Teaching to reach
As is widely known, Kalam’s first love has been teaching and natural constituency has been Young India, led by students and children. Here again, his personal integrity and unbounded optimism resonated instantly with the students. With the exception of Mahatma Gandhi and Jawaharlal Nehru, no other leader has been able to connect with students and children as Dr Kalam has done. Simplicity rather than pomposity, empathy rather than superiority and intellect rather than dialect were his differentiators. His affinity to native thinkers and his propensity to mingle with his listeners helped him reach out to his students in a more indelible fashion than any typical teacher or professor could. As a researcher who actually delivered huge indigenous innovations, he came across as a creative teacher who posed not only challenging questions and laid out dreamy visions but also provided practical solutions.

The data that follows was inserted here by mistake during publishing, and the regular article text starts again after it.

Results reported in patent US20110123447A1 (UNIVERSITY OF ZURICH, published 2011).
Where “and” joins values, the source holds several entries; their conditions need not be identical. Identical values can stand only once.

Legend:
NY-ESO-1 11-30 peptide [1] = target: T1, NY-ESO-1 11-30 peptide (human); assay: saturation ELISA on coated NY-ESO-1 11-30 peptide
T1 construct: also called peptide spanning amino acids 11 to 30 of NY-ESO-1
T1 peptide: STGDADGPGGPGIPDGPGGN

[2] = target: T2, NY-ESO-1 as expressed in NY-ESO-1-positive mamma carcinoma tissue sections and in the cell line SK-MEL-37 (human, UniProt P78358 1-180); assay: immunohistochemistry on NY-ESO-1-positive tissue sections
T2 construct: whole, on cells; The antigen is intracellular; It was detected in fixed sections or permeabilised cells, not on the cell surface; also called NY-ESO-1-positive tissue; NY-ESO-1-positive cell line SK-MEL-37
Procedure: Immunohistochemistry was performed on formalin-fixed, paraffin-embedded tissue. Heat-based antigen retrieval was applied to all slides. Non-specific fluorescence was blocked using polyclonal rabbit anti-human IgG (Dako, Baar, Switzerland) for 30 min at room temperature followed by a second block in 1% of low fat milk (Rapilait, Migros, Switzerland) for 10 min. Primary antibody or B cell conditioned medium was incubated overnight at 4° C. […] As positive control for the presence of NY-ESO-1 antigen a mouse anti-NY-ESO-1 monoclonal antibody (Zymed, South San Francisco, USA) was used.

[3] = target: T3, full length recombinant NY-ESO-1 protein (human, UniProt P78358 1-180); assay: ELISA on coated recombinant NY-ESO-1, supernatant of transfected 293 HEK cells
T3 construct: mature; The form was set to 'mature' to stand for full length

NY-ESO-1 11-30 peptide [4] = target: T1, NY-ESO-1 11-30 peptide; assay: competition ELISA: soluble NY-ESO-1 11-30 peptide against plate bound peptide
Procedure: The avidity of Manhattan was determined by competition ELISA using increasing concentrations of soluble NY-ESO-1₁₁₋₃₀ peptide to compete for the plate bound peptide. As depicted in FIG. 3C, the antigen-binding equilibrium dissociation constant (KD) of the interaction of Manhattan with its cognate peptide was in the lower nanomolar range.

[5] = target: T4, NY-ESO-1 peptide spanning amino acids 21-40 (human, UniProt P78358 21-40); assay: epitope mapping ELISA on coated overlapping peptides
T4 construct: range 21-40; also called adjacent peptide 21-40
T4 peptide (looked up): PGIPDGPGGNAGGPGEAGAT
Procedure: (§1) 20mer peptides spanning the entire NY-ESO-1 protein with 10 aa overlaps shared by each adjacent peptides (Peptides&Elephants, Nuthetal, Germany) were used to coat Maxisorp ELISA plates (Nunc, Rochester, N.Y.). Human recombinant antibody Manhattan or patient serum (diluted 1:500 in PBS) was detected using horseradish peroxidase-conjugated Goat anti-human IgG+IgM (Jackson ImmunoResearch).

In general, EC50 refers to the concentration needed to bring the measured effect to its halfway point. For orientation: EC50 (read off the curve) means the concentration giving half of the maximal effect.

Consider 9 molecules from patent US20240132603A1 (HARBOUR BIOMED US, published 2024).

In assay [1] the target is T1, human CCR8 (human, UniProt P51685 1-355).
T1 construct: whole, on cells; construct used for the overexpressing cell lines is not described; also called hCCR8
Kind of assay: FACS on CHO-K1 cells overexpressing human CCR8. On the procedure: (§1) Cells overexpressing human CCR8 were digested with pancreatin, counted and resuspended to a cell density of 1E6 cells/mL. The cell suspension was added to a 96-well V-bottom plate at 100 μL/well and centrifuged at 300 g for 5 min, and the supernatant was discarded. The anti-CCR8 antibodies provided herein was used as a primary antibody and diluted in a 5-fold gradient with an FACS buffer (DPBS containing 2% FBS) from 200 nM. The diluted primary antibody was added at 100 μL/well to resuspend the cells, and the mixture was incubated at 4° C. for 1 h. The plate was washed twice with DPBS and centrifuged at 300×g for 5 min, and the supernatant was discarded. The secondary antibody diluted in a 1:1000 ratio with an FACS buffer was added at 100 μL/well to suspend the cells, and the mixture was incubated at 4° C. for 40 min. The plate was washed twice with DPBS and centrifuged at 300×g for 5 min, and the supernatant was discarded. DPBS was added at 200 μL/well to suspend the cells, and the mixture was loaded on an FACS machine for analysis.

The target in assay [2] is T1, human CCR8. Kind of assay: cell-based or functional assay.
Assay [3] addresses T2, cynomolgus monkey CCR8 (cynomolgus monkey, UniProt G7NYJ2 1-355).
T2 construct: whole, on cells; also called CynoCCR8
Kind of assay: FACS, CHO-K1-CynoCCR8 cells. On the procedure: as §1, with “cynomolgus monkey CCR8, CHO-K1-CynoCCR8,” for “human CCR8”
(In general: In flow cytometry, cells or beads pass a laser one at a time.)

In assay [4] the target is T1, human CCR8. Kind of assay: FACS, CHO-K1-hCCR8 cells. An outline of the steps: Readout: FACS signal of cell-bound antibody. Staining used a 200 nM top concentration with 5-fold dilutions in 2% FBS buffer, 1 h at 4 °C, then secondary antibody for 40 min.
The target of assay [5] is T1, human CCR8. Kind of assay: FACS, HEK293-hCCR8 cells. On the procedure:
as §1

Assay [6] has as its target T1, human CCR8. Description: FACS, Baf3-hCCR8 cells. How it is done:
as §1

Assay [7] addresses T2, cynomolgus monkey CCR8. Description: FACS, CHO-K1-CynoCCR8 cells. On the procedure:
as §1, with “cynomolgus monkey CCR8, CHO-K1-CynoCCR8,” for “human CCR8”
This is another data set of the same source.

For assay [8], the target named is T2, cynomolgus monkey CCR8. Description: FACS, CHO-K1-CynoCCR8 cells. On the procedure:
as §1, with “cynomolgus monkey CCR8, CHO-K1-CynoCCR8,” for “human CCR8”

Dr Kalam’s penchant for teaching can be best described only in his words. In an interview with The Hindu (http://www.thehindu.com/news/national/apjabdul-kalam-a-teacher-till-the-very-end/article7471318.ece), Dr Kalam said: “If the people remember me as a good teacher that will be the biggest honour for me”. He went on to say: “Teaching is a very noble profession that shapes the character, calibre and future of an individual…youth have a dream and also they have a pain. The pain comes out of their dream; they want to live in a prosperous, happy and peaceful India. This type of student’s environment ignites me and leads me to interact with young minds”. His teaching was not confined to only to students; it enveloped all of his scientists and colleagues. The innumerable recounts of his colleagues testify to his dedication to on-the-job teaching. Dr Kalam’ life illustrates to us that persons in authority can touch the hearts and shape the minds of their team members only when they view themselves as teachers and coaches and not as managers and leaders.